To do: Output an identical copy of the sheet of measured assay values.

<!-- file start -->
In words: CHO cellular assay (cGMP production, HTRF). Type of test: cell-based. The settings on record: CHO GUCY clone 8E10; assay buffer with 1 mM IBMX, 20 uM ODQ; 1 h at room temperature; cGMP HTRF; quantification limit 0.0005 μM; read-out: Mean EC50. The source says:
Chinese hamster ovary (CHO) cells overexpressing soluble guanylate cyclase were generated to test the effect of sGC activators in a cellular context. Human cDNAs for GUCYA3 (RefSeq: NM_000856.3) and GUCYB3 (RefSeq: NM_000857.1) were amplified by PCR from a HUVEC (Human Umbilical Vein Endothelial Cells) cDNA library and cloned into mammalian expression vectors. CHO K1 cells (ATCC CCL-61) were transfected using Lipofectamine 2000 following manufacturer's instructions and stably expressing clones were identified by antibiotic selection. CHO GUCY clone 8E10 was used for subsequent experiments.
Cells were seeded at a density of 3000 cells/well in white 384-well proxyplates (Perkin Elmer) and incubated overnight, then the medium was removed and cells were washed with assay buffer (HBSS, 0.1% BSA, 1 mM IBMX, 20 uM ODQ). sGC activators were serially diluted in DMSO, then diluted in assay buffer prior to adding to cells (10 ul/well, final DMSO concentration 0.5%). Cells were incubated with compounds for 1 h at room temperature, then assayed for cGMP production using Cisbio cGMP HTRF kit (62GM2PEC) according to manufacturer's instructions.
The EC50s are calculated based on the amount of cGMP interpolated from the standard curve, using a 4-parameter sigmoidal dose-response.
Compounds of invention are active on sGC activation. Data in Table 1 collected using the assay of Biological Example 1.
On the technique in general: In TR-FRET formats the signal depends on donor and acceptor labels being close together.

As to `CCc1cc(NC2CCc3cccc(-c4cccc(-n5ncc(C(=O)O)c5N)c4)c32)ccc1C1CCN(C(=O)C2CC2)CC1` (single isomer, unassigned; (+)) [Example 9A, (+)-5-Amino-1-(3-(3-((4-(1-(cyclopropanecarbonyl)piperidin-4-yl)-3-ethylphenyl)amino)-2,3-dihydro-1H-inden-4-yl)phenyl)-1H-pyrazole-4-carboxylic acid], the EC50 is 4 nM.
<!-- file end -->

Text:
In words: CHO cellular assay (cGMP production, HTRF). Type of test: cell-based. The settings on record: CHO GUCY clone 8E10; assay buffer with 1 mM IBMX, 20 uM ODQ; 1 h at room temperature; cGMP HTRF; quantification limit 0.0005 μM; read-out: Mean EC50. The source says:
Chinese hamster ovary (CHO) cells overexpressing soluble guanylate cyclase were generated to test the effect of sGC activators in a cellular context. Human cDNAs for GUCYA3 (RefSeq: NM_000856.3) and GUCYB3 (RefSeq: NM_000857.1) were amplified by PCR from a HUVEC (Human Umbilical Vein Endothelial Cells) cDNA library and cloned into mammalian expression vectors. CHO K1 cells (ATCC CCL-61) were transfected using Lipofectamine 2000 following manufacturer's instructions and stably expressing clones were identified by antibiotic selection. CHO GUCY clone 8E10 was used for subsequent experiments.
Cells were seeded at a density of 3000 cells/well in white 384-well proxyplates (Perkin Elmer) and incubated overnight, then the medium was removed and cells were washed with assay buffer (HBSS, 0.1% BSA, 1 mM IBMX, 20 uM ODQ). sGC activators were serially diluted in DMSO, then diluted in assay buffer prior to adding to cells (10 ul/well, final DMSO concentration 0.5%). Cells were incubated with compounds for 1 h at room temperature, then assayed for cGMP production using Cisbio cGMP HTRF kit (62GM2PEC) according to manufacturer's instructions.
The EC50s are calculated based on the amount of cGMP interpolated from the standard curve, using a 4-parameter sigmoidal dose-response.
Compounds of invention are active on sGC activation. Data in Table 1 collected using the assay of Biological Example 1.
On the technique in general: In TR-FRET formats the signal depends on donor and acceptor labels being close together.

As to `CCc1cc(NC2CCc3cccc(-c4cccc(-n5ncc(C(=O)O)c5N)c4)c32)ccc1C1CCN(C(=O)C2CC2)CC1` (single isomer, unassigned; (+)) [Example 9A, (+)-5-Amino-1-(3-(3-((4-(1-(cyclopropanecarbonyl)piperidin-4-yl)-3-ethylphenyl)amino)-2,3-dihydro-1H-inden-4-yl)phenyl)-1H-pyrazole-4-carboxylic acid], the EC50 is 4 nM.